The daily Nebraskan. ([Lincoln, Neb.) 1901-current, October 03, 1989, Page 10, Image 10

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    Sam Rivers
Norman Connors
Cecil McBee
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11a.m.-4 p.m. |
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11 a.m.-4 p.m.
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50* Off 1
Pizza ,
Chinese Restaurant
201 N. 14th
Uncaln’9 Only Chinnun DnMvnry*Rn&taunnt
N<r# Owned Sl Operated by
Call 476-8688
' Limited Free Delivery Area $ 1 Delivery Charge outride Service Area
$8 Minimum Order Daily Delivery Hours 5PM-1IPM
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western styles and their own deeply-rootec
heritage of centuries-old tribal music
OCTOBER 4, 8 pm
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Tickets: $10, $8
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4 , • » -s * 'tM'' iiP -* * £L ,4
With the support of the Suitcase Fund of Donee
8 the Nebraska Arts Council and the National Endowment far
For Tickets Call 472-4747 (Monday - Friday, 11-Sww)
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By Kelly Anders
Suff Reporter
When it comes to jazz, there's
nothing quite like the pre-techno
stuff, the real stuff. The following
three albums fit into the ‘‘real’’
category quite nicely. Not like
David Sanborn's or Keraiy O.’s
"jazz" by any means, these works
are classic (often a bit avant-garde)
and well-executed.
John Coltrane - “On” (1965)
Coltrane’s music is a true ex
tension of this fascinating fellow.
One has to wonder what was going
on in ins mind when he made this
one. Completely avant-garde, the
sound is a mix of 1960s main
stream and sounds with an East
Indian flavor.
Especially odd is the desperate
droning that starts and finishes the
album. Hie moans are religious
and frightening. Then the music
starts (if it should be so called).
Coltrane’s tenor sax is lost
among the Hindu background
most of the time, but resurfaces
every now and again for a breath of
fresh air. Noteworthy is the great
Pharoah Sanders’ tenor sax solo on
side two.
Coltrane was into “free jazz,’’
which means he would get a group
of people together for a jam ses
sion and they would sit around and
play anything with no set tempo or
key. Needless to say, the stuff is
not always the most calm and
pleasant listening material. Total
But, as is common knowledge,
the Vietnam War and the civil
rights movement caused deep ef
fects, which sensitive artists like
Coltrane feltand reacted to in their
works. “Free jazz” was his way of
expressing the turbulence of the
times and trying to further widen
the realm of his craft
He expands it, all right ~ to
places where one must be in a
certain frame of consciousness to
travel. Yet it remains worthwhile
listening; one could listen to the
album hundreds of times and still
hear different nuances. So with
“Om,’’ Coltrane seems to have
reached his goal: limitless miuic.
Charlie Mingus - “Mingus”
The music of Mingus is expres
sive and aesthetic. There’s no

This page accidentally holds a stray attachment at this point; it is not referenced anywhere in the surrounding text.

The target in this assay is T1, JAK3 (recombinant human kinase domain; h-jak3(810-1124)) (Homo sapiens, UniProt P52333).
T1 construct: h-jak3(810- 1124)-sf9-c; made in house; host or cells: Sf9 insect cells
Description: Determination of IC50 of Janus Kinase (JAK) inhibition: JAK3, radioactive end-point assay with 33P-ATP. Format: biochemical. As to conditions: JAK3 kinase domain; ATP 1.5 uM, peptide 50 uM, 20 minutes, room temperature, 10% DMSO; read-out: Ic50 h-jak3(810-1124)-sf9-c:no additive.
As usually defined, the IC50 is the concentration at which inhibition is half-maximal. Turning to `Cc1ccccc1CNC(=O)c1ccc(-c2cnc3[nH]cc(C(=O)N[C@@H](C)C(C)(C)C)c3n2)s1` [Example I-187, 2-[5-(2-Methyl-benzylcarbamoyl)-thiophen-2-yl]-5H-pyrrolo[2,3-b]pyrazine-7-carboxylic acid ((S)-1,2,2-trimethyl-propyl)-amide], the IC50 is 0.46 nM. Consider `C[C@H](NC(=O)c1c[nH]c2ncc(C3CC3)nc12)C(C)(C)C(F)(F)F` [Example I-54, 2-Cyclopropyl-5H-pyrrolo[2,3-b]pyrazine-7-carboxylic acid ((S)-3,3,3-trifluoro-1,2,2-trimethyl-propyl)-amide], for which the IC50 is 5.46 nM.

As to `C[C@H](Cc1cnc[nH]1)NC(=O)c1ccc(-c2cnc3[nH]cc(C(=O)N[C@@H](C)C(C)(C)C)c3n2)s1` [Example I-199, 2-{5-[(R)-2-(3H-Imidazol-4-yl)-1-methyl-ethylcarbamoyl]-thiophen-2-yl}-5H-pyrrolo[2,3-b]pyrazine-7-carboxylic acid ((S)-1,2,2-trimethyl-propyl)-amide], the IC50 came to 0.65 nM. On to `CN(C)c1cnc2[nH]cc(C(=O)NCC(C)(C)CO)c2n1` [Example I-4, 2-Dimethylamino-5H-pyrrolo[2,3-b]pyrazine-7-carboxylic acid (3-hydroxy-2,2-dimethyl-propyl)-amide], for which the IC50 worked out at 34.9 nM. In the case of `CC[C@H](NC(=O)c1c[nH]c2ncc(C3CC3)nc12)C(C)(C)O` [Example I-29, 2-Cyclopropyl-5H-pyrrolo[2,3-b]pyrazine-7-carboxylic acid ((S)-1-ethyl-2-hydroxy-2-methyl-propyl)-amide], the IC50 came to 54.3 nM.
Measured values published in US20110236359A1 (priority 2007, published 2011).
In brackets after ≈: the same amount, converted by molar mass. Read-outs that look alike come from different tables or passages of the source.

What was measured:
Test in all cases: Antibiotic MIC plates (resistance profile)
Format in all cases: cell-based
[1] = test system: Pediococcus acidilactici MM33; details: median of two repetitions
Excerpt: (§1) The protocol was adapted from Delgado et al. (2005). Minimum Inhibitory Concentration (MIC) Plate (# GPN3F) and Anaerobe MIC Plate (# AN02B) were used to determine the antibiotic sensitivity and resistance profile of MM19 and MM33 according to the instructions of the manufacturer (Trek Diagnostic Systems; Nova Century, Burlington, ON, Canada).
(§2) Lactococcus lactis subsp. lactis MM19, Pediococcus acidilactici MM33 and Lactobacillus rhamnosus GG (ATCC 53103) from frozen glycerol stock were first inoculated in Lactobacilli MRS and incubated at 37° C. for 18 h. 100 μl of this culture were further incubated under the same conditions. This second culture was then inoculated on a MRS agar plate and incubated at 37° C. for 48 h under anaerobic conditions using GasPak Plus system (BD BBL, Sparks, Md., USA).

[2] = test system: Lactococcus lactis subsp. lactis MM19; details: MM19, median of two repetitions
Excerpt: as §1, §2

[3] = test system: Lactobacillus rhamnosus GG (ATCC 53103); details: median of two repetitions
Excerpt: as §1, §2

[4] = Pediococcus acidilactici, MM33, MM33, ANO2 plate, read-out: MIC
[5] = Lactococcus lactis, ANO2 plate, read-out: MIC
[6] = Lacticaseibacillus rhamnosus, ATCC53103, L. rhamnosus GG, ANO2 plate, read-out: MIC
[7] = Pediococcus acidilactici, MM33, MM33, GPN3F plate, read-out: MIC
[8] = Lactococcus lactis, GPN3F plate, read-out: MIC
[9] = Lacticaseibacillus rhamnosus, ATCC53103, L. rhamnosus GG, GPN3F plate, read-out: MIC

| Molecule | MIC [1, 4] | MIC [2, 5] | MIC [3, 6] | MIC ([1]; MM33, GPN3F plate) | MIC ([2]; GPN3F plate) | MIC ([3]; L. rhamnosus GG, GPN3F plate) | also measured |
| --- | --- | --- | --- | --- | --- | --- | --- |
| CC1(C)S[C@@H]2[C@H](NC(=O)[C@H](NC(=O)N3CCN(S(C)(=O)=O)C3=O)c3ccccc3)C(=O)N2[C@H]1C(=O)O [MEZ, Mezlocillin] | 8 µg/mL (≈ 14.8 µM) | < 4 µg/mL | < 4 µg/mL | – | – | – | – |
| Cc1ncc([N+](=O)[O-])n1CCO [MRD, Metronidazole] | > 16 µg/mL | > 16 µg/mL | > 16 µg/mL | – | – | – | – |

avant-garde to be found on this LP;
i^s ’6& mainstream all the way.
Mingus once said it's a musi
cian's job to report what he (or she)
has "seen and lived” in his or her
music. Perhaps this belief explains
the emotional quality to his tunes.
His love for the big band sound
also is reflected in the pieces. He
leads the ensemble of ten with
rarely tiring control.
Although the entire album is
pleasurable, several songs are ex
ceptional sore thumbs.
"Theme for Lester Young” isa
slow, sexy piece. Also known as
"Goodbye PoA Pie Hat,” this
mellow tune is full of moody horns
and bass.
"Better Get Hit in Yo’Soul” is
just the opposite. Despite its title,
this sassy song has no religious
undertones. Rather, it’s up-tempo
controlled, with Mingus strong on
bass and has a slightly unusual
flavor. The background clapping
was a refreshing touch.
"Hora Decubitus” (At Bed
time) is another quick-tempo cut.
The sax makes a great backdrop
for the light percussion and finger
tapping horns.
All this praise must be getting
tiring, so let’s move on to the next
Sam Rivers - "Streams: Re
corded in Performance at the
Montreux Jazz Festival” (1973)
The French/English introduc
tion is pretty hot, as is the feeling of
being in Switzerland for a spell.
Everything is within earshot: the
instruments, announcer and loud
This is an interesting listening
experience. There are no pauses
between tunes; sounds and tempos
change within a single beat.
The “experience*’ commences
with an intense exchange between
Rivers’ tenor sax and Norman
Connor’s percussion. Thinking
music at its best
The enjoyment lapses here.
With all of the drastic changes in
tune and tempo smashing into each
other, the peaceful jazz turns
downright noisy. How unfortu
Side two is a slight improve
ment. Rivers’ blend of flute and
voice is pretty original; the transi
tion is uncharacteristically smooth
and gradual.
As the trio continues to jam.
Rivers starts banging on the piano
in a rather chaouc and tunnelodic
fashion. How annoying. Then he
blows a few nice notes out of the
soprano sax, but ruins U with seem
ingly endless monotony.
The audience’s ear-shattering
claps, screams and whistles at the
LP s end either shows pleasure or
Reviewer rates classic,
avant-garde jazz albums